provides weighted characteristics of the sample by country. About 12% of the total Wave 4 sample experienced FS. The UK had the lowest (6%) and the US had the highest (13%) percentage of smokers who reported FS. Canada had the highest (76%) and the UK had the lowest (64%) percentage of smokers who had an interest in quitting. Percentage of smokers who made a quit attempt was highest in Australia (42%) and lowest in the US (33%). Successful cessation rate was highest in the UK (37%) and lowest in the US (26%).
shows the characteristics of smokers with FS and the bivariate associations of FS with the outcomes and other variables. Country data were pooled as there was no evidence of interaction between FS and country in their association with the outcomes. About 83% of smokers with FS and 69% without FS had an interest in quitting. At the bivariate level, there was no association between FS and quit attempts. Among smokers who attempted to quit, 20% of those with FS and 31% of those without FS were successful. Smokers with financial stress were more likely to be younger and have lower income than other smokers.
shows adjusted odds ratios for the association of covariates with interest in quitting in the same wave, and quit attempt and quit success at the next wave. The odds of having an interest in quitting were 71% (p < 0.004) higher in smokers with FS than others. Other factors that were associated with a higher probability of interest in quitting were: spending too much money on cigarettes, higher self-efficacy, being worried about the effect of cigarettes on health and quality of life, reporting that smoking has lowered one's quality of life, lower levels of nicotine dependence, being female, being under 40 years old, not having low education, and higher income. The probability of interest in quitting was highest in Australia and lowest in the UK. We note that when interest in quitting was defined as planning to quit within the next six months (as compared to beyond six months or no plan at all), financial stress did not have an association with interest in quitting. Furthermore, among those who had an interest in quitting, there was no evidence of an association between financial stress and whether a respondent had an interest in quitting within the next six months or sometime in the future.
While FS and subsequent quit attempts were not associated at the bivariate level, after controlling for interest in quitting and the respondents' reports on whether smoking had lowered their quality of life at the baseline (Wave 4), the data provided considerably more evidence for an association. In the multivariate analysis, the odds of making a quit attempt by the next wave were 26% (p = 0.023) lower in smokers with FS than others. Interest in quitting, being worried about the effect of cigarettes on health and quality of life, reporting that smoking has lowered one's quality of life, lower nicotine dependence, being under 25 years old, and not having low income were independently associated with a higher probability of making a subsequent quit attempt. The probability of a subsequent quit attempt was highest in Australia and lowest in the US.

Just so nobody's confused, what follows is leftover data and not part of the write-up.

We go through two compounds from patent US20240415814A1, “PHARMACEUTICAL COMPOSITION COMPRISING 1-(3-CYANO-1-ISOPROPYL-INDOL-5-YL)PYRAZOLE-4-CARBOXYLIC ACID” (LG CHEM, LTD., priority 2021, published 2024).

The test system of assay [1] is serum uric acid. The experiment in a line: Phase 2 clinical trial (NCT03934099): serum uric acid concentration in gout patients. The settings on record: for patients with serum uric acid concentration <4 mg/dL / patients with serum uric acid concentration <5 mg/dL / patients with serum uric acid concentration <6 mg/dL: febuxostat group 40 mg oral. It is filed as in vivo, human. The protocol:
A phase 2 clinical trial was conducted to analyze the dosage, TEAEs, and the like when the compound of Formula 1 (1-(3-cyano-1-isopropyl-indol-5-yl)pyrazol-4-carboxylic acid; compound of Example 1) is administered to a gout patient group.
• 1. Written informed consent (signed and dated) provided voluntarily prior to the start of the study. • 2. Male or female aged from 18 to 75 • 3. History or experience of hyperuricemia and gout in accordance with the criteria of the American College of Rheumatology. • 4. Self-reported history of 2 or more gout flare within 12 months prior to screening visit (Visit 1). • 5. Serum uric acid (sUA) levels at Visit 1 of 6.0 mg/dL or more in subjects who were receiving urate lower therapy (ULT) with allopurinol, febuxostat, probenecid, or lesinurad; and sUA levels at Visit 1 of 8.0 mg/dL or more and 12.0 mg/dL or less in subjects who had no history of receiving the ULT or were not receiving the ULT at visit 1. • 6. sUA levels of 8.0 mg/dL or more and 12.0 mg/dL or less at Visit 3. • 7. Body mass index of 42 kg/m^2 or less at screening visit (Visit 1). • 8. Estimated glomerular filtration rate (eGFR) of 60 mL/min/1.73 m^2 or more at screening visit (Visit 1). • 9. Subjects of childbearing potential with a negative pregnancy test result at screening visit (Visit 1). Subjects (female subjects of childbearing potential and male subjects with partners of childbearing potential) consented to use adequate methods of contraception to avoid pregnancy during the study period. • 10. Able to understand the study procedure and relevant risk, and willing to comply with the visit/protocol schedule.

Among those who tried to quit smoking, the odds of a successful attempt were 48% (p = 0.012) lower in smokers with financial stress than others. Lower nicotine addiction was independently associated with a higher probability of quit success. The probability of quit success was highest in the UK and lowest in Canada.
There was no interaction between FS and country in any of the regression models.
Whether a person had an interest in quitting, made a quit attempt, or had quit smoking in Wave 4 was not associated with being lost to follow-up in Wave 5, with p-values of 0.797, 0.640, and 0.701, respectively. Lower age and education in Wave 4 were associated with being lost to follow-up in Wave 5 with p values of <0.001 and 0.006, respectively. None of the other covariates were associated with attrition. The exact impact of attrition on results cannot be assessed. However, by including the correlates of attrition (ie age and education) in the multivariate analyses, we have partially controlled for bias.
Supplementary analyses showed that there was no evidence of an association between financial stress and three variables in the ITC dataset that pertain to the use of services or products to help cessation: use of “stop-smoking medications” (p = 0.665), doctors' “help or referral to another service” as an aid to cessation (p = 0.791), or use of telephone quitlines (p = 0.667) in wave 5. Consequently, including these variables in the quit attempt and quit success analyses resulted in negligible change in the effect of financial stress. For example, when these three variables were included separately in the quit success regression model (), the odds ratio for the effect of financial stress changed from 0.5338 (p = 0.012) to 0.5343 (p = 0.012), 0.5083 (p = 0.007), and 0.5336 (p = 0.012), respectively.
In further supplementary analyses, we included health (“In general, how would you describe your health? Is it … 1. Poor, 2. Fair, 3. Good, 4. Very good, or 5. Excellent”) in the models. This variable was not associated with interest in quitting (p = 0.204), quit attempt (p = 0.599), or quit success (p = 0.312). Consequently, the inclusion of health in the regression models did not make an appreciable change in the effect of financial stress. For example, after health was included in the quit success model, the odds ratio for financial stress changed from 0.534 (p = 0.012) to 0.533 (p = 0.012). Thus, we did not include health in the analyses.